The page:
Partner of slain cab driver angry killer is getting passes from prison

Kelly-Anne Goode learned last week that Kenneth Purcell's killer has been granted six unescorted temporary absences from prison to be taken over the next year.

Kelly-Anne Goode says she believes the man who killed Kenneth Purcell remains a danger to the public

Kenneth Purcell had been driving cabs for Bob's and Bluebell taxis in Dartmouth for almost four decades when he was fatally stabbed on Christmas Day in 2005. (CBC)

The partner of a Nova Scotia cab driver who was stabbed to death 13 years ago on Christmas Day is angry that his killer is getting temporary passes from prison.

Garmen Davison Smith was just shy of his 18th birthday when he killed Kenneth James Purcell in the 62-year-old man's cab in Dartmouth. Smith was later sentenced as an adult to life in prison with no chance of parole for seven years.

Purcell's partner, Kelly-Anne Goode, learned last week that Smith has been granted six unescorted temporary absences from prison to be taken over the next year.

"I think he's a danger to the public and I don't feel that this is right," Goode said Thursday.

Fought to protect his name

Each pass is good for up to 72 hours and is meant to help Smith prepare for his eventual return to society. His release conditions include that he have no contact with Goode.

Even though he was a youth when he pleaded guilty to murder, Smith was sentenced as an adult in 2007 because the trial judge felt a youth sentence would not be sufficient to hold him accountable or give him the treatment he would need.

Smith fought for months to keep his name secret, but lost that battle when the Supreme Court of Canada refused to hear his case.

In deciding last month to grant the unescorted temporary absences, the Parole Board of Canada noted Smith was under the influence of both drugs and alcohol when he argued with Purcell over his fare. He stabbed the man multiple times.

Second attack on a cab driver

It was not the first time he had resorted to violence against a cab driver. When he was 14, he got a youth sentence for stabbing another driver. That man survived.

Kenneth Purcell's death spurred a larger discussion about safety measures for cab drivers in the Halifax area. (CBC)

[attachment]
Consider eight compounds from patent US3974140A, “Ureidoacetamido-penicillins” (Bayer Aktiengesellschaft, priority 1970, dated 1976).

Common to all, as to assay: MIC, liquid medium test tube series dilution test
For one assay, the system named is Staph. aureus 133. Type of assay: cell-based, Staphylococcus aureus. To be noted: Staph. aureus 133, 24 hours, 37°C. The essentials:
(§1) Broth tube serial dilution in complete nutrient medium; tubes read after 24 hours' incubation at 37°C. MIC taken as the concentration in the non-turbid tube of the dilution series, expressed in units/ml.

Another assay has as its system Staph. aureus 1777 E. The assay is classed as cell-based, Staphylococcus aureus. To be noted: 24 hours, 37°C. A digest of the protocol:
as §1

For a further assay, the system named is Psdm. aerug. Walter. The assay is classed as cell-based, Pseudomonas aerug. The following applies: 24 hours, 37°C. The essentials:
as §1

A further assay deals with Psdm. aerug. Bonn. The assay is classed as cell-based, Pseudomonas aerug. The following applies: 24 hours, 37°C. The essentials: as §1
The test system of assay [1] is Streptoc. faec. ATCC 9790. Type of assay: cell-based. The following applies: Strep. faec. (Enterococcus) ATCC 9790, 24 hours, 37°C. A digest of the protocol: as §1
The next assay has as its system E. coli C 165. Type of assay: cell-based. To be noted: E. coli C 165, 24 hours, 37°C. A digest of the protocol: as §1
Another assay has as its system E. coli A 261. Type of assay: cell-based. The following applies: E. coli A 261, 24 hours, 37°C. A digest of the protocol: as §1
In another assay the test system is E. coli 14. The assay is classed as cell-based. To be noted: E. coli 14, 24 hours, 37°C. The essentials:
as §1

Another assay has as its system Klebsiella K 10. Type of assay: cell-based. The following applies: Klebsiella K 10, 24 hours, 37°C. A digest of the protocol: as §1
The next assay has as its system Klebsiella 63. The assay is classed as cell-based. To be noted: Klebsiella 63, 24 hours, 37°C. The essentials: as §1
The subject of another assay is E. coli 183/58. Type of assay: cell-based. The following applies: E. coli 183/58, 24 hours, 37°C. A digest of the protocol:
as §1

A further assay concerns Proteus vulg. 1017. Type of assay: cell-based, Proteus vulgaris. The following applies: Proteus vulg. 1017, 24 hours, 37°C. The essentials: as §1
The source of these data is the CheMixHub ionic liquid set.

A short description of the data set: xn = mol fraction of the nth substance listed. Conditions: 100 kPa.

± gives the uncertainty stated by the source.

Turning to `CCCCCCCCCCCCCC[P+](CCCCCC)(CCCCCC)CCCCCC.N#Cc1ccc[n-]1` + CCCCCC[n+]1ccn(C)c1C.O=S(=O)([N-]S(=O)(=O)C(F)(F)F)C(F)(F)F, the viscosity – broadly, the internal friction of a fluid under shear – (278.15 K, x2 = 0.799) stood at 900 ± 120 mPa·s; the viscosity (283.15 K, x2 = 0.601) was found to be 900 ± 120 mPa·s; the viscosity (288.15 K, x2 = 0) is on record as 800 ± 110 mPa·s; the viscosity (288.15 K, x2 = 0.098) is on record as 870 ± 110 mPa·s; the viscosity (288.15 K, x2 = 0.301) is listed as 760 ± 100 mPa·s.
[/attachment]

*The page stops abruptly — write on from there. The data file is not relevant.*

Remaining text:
Goode said it is far too soon to let Smith out of prison considering how violently Purcell was attacked.

"In 10 years you have not dealt with that anger and hate inside of you," she said.

Goode wanted Smith to serve a minimum of 25 years in prison. That was an opinion she offered at his sentencing and a view she still holds today.

She accused Smith of dragging out the case far longer than necessary as he fought against an adult sentence and against having his name being made public.

"He used a total of two years and seven months, dragged us through court," she said.

In assessing whether he should be given more freedoms, the parole board noted Smith blamed his violent behaviour on his strict, religious upbringing, which included severe punishments.

The board found Smith started rebelling against his upbringing and began associating with criminals. He turned to drugs and alcohol to deal with his negative emotions.

Transferred to higher security prison

For the most part, the board found Smith's time in prison has been unremarkable, although last year he started showing problematic, threatening behaviour that got him transferred to a higher security prison.

The board said his behaviour improved after that and repeated drug tests have turned up no evidence of substance abuse. As is customary, the parole board does not identify the prisons where Smith has been serving.

For Goode, the passing years have done nothing to dull the pain.

"On a Sunday, Christmas Day, the holiest day of the year. A man just trying to go out and go to work," she said.

Corrections

  • A previous version of this story incorrectly stated Garmen Smith had been granted six temporary passes from prison to be taken over 18 months. In fact, he has 12 months to use the passes. The original story also included a quote stating the victim was stabbed in the head. In fact, the medical examiner testified there were more than a dozen injuries on the front, right and back of the victim's body. This version has been corrected.
    Dec 03, 2018 5:05 PM AT

About the Author

Blair Rhodes

Reporter

Blair Rhodes has been a journalist for more than 35 years, the last 27 with CBC. His primary focus is on stories of crime and public safety. He can be reached at blair.rhodes@cbc.ca